a plan, schedule, or procedure
a syllabus or curriculum
verb -grammes, -gramming, -grammed (US) -grams, -graming, -gramed
to design or schedule (something) as a programme
noun, verb
(computing) a variant spelling of program
Word Origin
C17: from Late Latin programma, from Greek: written public notice, from pro-² + graphein to write


a sequence of coded instructions fed into a computer, enabling it to perform specified logical and arithmetical operations on data
verb -grams, -gramming, -grammed, -grammes, -gramming, -grammed
(transitive) to feed a program into (a computer)
(transitive) to arrange (data) into a suitable form so that it can be processed by a computer
(intransitive) to write a program
Collins English Dictionary - Complete & Unabridged 2012 Digital Edition
© William Collins Sons & Co. Ltd. 1979, 1986 © HarperCollins
Publishers 1998, 2000, 2003, 2005, 2006, 2007, 2009, 2012
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Word Origin and History for programme

see program.



1630s, "public notice," from Late Latin programma "proclamation, edict," from Greek programma "a written public notice," from stem of prographein "to write publicly," from pro- "forth" (see pro-) + graphein "to write" (see -graphy).

General sense of "a definite plan or scheme" is recorded from 1837. Meaning "list of pieces at a concert, playbill" first recorded 1805 and retains the original sense. That of "objects or events suggested by music" is from 1854. Sense of "broadcasting presentation" is from 1923. Computer sense (noun and verb) is from 1945. Spelling programme, established in Britain, is from French in modern use and began to be used early 19c., originally especially in the "playbill" sense. Program music attested from 1877.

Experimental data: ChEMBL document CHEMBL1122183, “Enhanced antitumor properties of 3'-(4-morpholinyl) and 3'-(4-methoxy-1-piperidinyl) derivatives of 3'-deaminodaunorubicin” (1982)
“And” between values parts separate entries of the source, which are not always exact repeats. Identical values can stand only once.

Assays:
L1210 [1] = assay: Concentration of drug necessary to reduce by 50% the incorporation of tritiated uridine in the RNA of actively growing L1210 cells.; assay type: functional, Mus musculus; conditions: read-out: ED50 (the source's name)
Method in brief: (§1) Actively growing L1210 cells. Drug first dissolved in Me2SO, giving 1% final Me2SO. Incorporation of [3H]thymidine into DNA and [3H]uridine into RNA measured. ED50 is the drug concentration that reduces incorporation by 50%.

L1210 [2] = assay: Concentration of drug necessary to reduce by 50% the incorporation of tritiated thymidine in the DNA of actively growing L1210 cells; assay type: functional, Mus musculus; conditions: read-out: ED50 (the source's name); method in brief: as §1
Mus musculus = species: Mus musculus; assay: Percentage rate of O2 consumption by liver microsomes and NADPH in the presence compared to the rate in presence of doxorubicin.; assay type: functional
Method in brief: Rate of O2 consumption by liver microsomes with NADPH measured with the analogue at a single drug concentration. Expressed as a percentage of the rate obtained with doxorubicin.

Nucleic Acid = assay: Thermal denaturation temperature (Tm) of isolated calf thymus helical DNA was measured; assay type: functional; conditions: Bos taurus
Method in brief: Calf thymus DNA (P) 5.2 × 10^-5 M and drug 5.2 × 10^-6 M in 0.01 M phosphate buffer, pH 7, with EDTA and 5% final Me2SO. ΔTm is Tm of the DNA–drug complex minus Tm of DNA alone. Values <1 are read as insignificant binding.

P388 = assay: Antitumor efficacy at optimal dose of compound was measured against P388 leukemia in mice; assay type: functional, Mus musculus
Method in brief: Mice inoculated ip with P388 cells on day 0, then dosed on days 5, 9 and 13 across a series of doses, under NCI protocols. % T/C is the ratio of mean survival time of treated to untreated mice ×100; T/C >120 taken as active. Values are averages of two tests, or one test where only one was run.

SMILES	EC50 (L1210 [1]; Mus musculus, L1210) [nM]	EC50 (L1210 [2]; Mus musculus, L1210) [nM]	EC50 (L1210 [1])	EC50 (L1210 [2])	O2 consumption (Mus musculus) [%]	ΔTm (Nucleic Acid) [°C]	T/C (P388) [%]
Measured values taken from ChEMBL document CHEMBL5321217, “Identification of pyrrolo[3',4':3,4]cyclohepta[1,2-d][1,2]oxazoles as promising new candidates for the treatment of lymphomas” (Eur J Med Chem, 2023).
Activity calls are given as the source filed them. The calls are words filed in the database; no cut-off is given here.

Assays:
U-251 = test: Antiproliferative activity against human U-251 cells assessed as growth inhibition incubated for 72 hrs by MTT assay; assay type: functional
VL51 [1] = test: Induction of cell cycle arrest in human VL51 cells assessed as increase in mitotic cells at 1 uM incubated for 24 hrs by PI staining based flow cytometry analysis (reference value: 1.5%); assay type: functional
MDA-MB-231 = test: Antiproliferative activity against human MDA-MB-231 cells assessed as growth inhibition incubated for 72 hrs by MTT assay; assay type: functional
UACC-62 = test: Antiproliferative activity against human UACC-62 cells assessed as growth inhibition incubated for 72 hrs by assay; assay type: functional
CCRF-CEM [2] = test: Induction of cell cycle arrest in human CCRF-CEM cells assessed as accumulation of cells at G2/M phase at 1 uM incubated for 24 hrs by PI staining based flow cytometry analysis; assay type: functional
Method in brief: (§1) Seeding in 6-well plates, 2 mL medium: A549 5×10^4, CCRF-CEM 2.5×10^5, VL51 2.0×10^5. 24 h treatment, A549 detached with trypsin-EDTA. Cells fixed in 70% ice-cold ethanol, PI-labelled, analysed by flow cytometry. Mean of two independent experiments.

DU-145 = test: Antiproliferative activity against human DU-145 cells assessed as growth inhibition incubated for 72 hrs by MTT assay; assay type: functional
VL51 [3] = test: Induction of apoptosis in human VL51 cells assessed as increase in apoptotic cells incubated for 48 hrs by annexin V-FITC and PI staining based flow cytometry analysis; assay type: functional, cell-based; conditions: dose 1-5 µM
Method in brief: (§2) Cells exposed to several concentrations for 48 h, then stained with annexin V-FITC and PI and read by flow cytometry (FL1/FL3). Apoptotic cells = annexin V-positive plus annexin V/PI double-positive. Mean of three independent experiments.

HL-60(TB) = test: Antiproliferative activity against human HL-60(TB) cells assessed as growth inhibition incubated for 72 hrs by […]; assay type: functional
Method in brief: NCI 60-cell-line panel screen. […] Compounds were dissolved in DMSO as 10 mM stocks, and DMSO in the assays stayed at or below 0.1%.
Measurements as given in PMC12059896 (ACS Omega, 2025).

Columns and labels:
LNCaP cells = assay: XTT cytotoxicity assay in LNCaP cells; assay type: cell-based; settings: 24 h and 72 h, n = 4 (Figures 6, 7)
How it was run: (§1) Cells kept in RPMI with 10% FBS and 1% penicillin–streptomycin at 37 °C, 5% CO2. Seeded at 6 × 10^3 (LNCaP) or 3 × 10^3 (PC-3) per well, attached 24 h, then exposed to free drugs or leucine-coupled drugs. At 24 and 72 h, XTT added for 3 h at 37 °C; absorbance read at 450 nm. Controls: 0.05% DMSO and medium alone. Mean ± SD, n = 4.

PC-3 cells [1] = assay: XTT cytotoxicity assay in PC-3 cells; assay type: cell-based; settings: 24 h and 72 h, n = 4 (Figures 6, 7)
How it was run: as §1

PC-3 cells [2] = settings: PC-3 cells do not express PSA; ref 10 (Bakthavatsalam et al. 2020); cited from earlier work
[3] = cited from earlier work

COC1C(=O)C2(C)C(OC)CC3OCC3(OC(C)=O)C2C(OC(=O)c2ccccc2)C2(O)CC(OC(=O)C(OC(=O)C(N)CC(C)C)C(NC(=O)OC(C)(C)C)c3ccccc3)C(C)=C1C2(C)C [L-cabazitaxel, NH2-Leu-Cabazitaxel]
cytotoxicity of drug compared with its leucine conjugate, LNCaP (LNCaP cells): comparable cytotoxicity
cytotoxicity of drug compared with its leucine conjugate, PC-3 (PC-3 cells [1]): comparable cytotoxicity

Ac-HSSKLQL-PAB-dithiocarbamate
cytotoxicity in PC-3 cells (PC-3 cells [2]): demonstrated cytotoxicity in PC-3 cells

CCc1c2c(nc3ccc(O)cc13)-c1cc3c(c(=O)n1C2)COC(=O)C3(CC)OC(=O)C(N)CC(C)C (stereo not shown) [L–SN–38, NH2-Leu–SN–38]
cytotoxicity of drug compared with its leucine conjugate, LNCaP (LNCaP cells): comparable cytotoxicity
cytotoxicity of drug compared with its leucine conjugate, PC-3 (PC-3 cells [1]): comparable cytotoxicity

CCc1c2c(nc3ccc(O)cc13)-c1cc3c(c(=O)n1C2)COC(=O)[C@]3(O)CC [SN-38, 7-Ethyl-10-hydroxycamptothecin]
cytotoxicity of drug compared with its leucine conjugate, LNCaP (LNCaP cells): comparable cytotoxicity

1889, "write program notes;" 1896, "arrange according to program," from program (n.). Of computers from 1945. From 1963 in the figurative sense of "to train to behave in a predetermined way." Related: Programmed; programming.

Online Etymology Dictionary, © 2010 Douglas Harper
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programme in Science
A organized system of instructions and data interpreted by a computer. Programming instructions are often referred to as code. See more at source code, See also programming language.
The American Heritage® Science Dictionary
Copyright © 2002. Published by Houghton Mifflin. All rights reserved.
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programme in Culture

program definition

A series of instructions given to a computer to direct it to carry out certain operations. The term code is often used to denote large-scale operations.

The American Heritage® New Dictionary of Cultural Literacy, Third Edition
Copyright © 2005 by Houghton Mifflin Company.
Published by Houghton Mifflin Company. All rights reserved.
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Slang definitions & phrases for programme



To train; predispose by rigorous teaching, condition: He's programmed to be polite to old ladies and all (1966+ fr computers)

Related Terms

crash program

The Dictionary of American Slang, Fourth Edition by Barbara Ann Kipfer, PhD. and Robert L. Chapman, Ph.D.
Copyright (C) 2007 by HarperCollins Publishers.